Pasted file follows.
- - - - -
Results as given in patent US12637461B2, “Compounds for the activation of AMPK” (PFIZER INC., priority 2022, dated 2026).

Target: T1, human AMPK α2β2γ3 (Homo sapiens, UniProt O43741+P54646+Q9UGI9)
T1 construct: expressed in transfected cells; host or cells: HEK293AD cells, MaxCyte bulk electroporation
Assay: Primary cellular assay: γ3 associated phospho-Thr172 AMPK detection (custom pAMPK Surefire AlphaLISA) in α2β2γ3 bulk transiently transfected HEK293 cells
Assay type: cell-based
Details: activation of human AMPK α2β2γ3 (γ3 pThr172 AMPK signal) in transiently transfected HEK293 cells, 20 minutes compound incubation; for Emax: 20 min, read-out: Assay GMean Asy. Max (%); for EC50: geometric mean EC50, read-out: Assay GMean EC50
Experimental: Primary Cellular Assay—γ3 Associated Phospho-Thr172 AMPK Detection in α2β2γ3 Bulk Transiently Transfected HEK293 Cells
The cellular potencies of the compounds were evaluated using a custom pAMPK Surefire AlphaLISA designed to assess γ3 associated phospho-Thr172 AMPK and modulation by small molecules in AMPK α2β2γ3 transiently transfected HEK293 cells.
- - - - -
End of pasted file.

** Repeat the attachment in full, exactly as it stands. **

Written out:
Results as given in patent US12637461B2, “Compounds for the activation of AMPK” (PFIZER INC., priority 2022, dated 2026).

Target: T1, human AMPK α2β2γ3 (Homo sapiens, UniProt O43741+P54646+Q9UGI9)
T1 construct: expressed in transfected cells; host or cells: HEK293AD cells, MaxCyte bulk electroporation
Assay: Primary cellular assay: γ3 associated phospho-Thr172 AMPK detection (custom pAMPK Surefire AlphaLISA) in α2β2γ3 bulk transiently transfected HEK293 cells
Assay type: cell-based
Details: activation of human AMPK α2β2γ3 (γ3 pThr172 AMPK signal) in transiently transfected HEK293 cells, 20 minutes compound incubation; for Emax: 20 min, read-out: Assay GMean Asy. Max (%); for EC50: geometric mean EC50, read-out: Assay GMean EC50
Experimental: Primary Cellular Assay—γ3 Associated Phospho-Thr172 AMPK Detection in α2β2γ3 Bulk Transiently Transfected HEK293 Cells
The cellular potencies of the compounds were evaluated using a custom pAMPK Surefire AlphaLISA designed to assess γ3 associated phospho-Thr172 AMPK and modulation by small molecules in AMPK α2β2γ3 transiently transfected HEK293 cells.